Levi B. Cushman, an employee of petitioner from 1925 to 1932, was sent to Holliston by petitioner in 1932 as a foreman to aid in the installation of machinery and getting production started. He testified that petitioner had never commercially produced an impregnated fabric prior to the sale to Holliston and that such a fabric was developed at Holliston and commercially produced, using the puddle method of application, within 2 or 3 months after the sale. It thus appears that the modifications made on the standard coating machines may have been developed by Holliston, if at all, within a few months in 1932. In any event, petitioner has not proven that it, by its own research and development, developed any of the machinery used in the impregnation of duck for the Armed Forces.

Petitioner contends that it developed the bath method or technique of impregnation. The fact is that petitioner's own witness, Thomas D. Lewis, state that the bath method of immersing fabric and the use of knives or bars to impregnate fabric was as old as ‘Omar and the first beeswax.’ L. E. Carpenter stated that he developed the bath process on June 10, 1932. On this date Carpenter was supposed to be under contract to Holliston, devoting time and effort toward the development of a new type (impregnated) fabric. Also on this date Carpenter wrote a letter to Holliston in which he related the fact that he had run an experiment at a firm by the name of Goodlatte's, using their saturating machine. A rough sketch of Goodlatte's saturating machine, which employed the bath method, was enclosed.

First of all, if Carpenter developed the bath method or process of impregnation to any extent at all, it is not clear whether he did so while working for petitioner or for Holliston. Second, if he developed the process on or prior to June 10, 1932, we wonder why he found it necessary to run experiments, obviously for Holliston, on a bath assembly of another firm. We also wonder why Carpenter enclosed a sketch of Goodlatte's saturating machine when petitioner had allegedly already developed such a machine.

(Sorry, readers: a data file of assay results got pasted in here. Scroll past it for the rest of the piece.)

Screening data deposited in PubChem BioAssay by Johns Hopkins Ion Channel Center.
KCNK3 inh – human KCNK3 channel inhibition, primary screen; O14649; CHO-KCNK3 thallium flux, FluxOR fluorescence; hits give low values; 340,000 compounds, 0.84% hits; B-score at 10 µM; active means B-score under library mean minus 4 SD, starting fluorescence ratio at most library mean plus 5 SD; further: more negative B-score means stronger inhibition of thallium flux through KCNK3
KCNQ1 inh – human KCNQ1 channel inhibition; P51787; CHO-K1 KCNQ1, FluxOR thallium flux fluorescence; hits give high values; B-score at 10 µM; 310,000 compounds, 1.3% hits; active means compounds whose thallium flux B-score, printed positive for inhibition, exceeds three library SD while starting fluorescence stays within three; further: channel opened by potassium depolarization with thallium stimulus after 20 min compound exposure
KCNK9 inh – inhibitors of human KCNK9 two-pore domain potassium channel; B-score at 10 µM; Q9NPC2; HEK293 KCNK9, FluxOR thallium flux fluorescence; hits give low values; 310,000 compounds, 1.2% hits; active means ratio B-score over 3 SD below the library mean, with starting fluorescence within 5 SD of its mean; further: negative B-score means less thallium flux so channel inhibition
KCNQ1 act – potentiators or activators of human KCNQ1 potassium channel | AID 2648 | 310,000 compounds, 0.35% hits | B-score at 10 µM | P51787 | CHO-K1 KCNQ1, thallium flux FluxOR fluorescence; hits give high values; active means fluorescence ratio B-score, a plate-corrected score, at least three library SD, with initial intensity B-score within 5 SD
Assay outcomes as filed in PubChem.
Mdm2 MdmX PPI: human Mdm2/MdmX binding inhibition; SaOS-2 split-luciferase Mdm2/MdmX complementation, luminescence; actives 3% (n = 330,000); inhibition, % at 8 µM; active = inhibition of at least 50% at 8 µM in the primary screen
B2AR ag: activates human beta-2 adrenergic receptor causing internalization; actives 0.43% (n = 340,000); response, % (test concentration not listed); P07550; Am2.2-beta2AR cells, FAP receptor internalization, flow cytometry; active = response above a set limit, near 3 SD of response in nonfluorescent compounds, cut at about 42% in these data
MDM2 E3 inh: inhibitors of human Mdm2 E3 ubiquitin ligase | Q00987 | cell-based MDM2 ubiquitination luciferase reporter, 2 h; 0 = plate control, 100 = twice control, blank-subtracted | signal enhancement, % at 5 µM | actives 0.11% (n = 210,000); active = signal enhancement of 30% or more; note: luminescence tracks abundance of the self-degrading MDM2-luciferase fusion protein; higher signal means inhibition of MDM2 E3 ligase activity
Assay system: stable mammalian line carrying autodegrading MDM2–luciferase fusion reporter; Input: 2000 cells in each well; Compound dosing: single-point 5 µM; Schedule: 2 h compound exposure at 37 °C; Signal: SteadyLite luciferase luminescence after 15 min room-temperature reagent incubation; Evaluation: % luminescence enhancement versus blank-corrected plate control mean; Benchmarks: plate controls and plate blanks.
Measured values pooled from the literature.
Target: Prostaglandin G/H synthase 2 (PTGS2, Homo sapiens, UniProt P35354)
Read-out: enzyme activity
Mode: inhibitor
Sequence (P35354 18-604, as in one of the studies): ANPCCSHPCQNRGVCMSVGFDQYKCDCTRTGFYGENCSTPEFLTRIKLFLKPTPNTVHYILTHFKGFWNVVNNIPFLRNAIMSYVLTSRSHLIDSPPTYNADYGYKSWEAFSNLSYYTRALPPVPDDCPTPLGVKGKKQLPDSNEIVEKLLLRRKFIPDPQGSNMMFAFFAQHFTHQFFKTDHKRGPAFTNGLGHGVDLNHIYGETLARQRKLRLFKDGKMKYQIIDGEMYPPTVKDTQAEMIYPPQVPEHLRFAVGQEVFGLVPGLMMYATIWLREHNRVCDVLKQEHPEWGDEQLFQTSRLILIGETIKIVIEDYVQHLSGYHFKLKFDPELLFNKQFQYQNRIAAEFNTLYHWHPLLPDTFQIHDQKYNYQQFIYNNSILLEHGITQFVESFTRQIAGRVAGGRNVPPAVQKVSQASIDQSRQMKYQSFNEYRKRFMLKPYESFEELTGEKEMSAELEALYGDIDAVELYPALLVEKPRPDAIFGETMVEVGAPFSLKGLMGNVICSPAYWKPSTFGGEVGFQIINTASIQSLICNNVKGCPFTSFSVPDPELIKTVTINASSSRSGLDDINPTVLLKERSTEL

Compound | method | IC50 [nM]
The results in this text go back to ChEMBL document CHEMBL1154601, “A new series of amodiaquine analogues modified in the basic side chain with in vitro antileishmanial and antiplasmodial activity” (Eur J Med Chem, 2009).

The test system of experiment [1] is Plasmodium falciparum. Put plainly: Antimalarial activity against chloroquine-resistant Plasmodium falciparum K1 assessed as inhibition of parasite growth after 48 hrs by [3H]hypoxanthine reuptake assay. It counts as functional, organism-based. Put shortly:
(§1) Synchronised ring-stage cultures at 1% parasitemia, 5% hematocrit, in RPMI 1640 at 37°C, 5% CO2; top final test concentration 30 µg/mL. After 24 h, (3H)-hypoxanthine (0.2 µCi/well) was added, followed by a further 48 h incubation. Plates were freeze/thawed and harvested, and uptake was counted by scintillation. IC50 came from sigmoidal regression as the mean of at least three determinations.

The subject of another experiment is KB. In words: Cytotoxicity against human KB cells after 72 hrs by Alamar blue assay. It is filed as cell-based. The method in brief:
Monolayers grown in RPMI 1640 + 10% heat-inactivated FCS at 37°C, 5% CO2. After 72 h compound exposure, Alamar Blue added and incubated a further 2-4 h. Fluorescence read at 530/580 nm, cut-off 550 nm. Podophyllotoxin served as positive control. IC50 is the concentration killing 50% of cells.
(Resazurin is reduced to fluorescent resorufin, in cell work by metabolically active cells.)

Another oddity in petitioner's evidence is that, although petitioner contended that it developed the bath method of impregnation and determined that such method was superior to the puddle method, the petitioner began the duck program using the puddle method instead of the bath process. From the allegations made in petitioner's claim for relief and memorandum of additional information, one would gather that only the bath method of impregnation was used in the duck program. On trial it was disclosed that as late as December 1942 petitioner was using the puddle method and only changed to the bath method when complaints of poor impregnation were received. Petitioner then recommended that its subcontractors adopt a bath assembly process, not the bath assembly that petitioner had allegedly developed, but an assembly already in use by one of petitioner's subcontractors.

We think all this evidence strongly indicates that petitioner did not, through its own research, develop the bath method of impregnating fabrics which was used during most of the years before us for the production of duck. There can be little doubt that petitioner had an experienced, efficient book cloth impregnating plant by 1941. No doubt its personnel were well qualified and skilled in the art of coating and impregnating book cloth. We think, however, that petitioner has mistaken such skill and efficiency for research and development. Just because petitioner had the personnel skills and the machinery which could be converted to the efficient production of duck does not necessarily mean that petitioner had developed anything within the meaning of section 721(a)(2)(C), I.R.C. 1939.

We come now to petitioner's contention as to the development of the formulation used in the duck program. Petitioner did not originally contend in its refund claim and memorandum of additional information, that the chemical formula used in the duck program was a result of its research and development in the flameproofing field. There, as we have stated, petitioner's principal claim of development was a ‘process' of impregnating fabrics by immersing the fabric in a bath and forcing the solution into the fabric with knives. It was only at the trial of this case that petitioner attempted to prove some connection between the fireproofing formula used in the duck program and its research.

We think that petitioner has failed to prove that its independent research and development in chemical formulations effected any increase in petitioner's income in the years before us. The most important elements in the formula approved by the Armed Forces and used for the duck program were antimony oxide, a chlorinated hydrocarbon, and calcium carbonate. We have found as a fact that petitioner, prior to 1941, had never used these elements together. In fact petitioner did not attempt to prove that it, prior to 1941, had even experimented with these elements.